During a 2 1/2-year period ending in June 2015, the DHHS didn’t investigate 133 deaths and didn’t report 34% of the critical incidents involving developmentally challenged Medicaid patients.

State health officials failed to adequately protect developmentally disabled Medicaid patients in Maine, neglecting to investigate 133 deaths and properly report critical incidents including sexual assault, suicidal acts and serious injuries over a 2½-year period, a federal audit report released Thursday said.

The review of medical records and incident reports from January 2013 to June 2015 indicates that the Maine Department of Health and Human Services did not comply with requirements for reporting and monitoring critical incidents for the 2,640 Medicaid beneficiaries being cared for by community-based providers during that time. Included in that population are about 1,800 adults with intellectual disabilities who live in group homes, according to the Maine Association for Community Service Providers.

For Kim Humphrey, 61, of Auburn, the report is “alarming” even though she said her “severely autistic” son has not suffered from any abuse at the group home where he’s been living since 2009.

“It’s awful that (Maine DHHS) is not being accountable for things that are harming people,” Humphrey said. “It’s really terrifying.”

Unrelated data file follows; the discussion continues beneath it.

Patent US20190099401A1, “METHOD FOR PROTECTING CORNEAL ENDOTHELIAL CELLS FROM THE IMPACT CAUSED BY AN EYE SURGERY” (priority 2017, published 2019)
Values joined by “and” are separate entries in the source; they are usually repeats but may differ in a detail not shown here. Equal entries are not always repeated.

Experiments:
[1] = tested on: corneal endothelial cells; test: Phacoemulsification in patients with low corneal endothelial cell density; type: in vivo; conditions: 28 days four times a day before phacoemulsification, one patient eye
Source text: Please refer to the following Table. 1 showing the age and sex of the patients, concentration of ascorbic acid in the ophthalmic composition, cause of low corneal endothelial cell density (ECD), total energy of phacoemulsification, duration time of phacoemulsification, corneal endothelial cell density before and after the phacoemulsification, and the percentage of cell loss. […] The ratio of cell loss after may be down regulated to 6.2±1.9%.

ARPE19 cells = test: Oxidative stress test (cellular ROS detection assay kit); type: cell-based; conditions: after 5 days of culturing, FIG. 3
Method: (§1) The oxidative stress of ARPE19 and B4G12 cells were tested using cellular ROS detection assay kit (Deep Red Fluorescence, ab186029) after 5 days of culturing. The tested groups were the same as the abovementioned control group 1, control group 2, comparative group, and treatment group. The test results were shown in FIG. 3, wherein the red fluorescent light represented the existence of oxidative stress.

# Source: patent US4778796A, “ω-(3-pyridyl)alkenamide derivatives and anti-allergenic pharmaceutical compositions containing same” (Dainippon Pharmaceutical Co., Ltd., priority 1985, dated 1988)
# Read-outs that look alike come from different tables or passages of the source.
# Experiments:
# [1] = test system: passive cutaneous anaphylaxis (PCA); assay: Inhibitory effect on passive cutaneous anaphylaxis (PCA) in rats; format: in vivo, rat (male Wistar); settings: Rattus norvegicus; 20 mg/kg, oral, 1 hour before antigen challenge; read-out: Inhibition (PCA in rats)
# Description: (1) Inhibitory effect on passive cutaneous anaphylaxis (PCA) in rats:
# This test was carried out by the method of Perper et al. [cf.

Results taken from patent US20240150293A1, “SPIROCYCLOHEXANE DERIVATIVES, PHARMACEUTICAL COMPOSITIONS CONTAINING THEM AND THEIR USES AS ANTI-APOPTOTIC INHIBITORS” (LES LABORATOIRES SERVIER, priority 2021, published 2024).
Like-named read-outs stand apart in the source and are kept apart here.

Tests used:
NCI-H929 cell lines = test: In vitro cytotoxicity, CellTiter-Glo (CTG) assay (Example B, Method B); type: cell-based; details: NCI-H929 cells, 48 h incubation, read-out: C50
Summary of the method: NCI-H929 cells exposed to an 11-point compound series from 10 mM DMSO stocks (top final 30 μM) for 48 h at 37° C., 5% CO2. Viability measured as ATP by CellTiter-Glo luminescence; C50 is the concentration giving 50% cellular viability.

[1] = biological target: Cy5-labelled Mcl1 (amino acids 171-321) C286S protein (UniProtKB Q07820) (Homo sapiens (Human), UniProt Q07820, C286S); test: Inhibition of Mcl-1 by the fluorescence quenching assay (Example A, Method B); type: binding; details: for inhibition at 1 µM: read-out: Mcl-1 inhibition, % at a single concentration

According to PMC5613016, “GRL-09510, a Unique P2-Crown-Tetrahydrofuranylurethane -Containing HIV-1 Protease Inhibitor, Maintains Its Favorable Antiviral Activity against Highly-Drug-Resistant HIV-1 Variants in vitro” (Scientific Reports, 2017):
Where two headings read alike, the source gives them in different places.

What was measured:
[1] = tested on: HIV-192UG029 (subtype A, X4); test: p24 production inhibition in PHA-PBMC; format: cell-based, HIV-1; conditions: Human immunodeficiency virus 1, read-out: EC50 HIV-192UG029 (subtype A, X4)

Humphrey said her son, Daniel, is nonverbal so if he were in an abusive situation, he would be vulnerable to assaults or neglect. The idea that cases of abuse would not be reported to authorities and could be kept quiet is unsettling, she said.

“You would have situations where agencies are investigating themselves,” Humphrey said. “You want to have outside eyes looking at it.”

The people being cared for have intellectual and mental health disabilities, such as autism or very low intelligence, and can’t care for themselves. The community-based providers range from licensed group homes with professional caretakers to family members caring for a relative in a personal home.

The audit by the Office of the Inspector General was narrowly focused on reporting and monitoring critical incidents, which include medication issues, such as a patient refusing medication or a provider making a medication error; abuse and neglect; injuries and exploitation.

One death that was not investigated involved a woman who drowned while unattended in a bathtub, investigators said.

DHHS: ‘TRANSITION’ AFFECTED AUDIT PERIOD

In a statement Thursday, DHHS said the report is accurate for the period it covers, but doesn’t reflect current practices. The audit period includes a time of “significant transition” after DHHS reorganized to incorporate two other departments and create the Office of Aging and Disability, which oversees developmentally disabled Medicaid patients in Maine.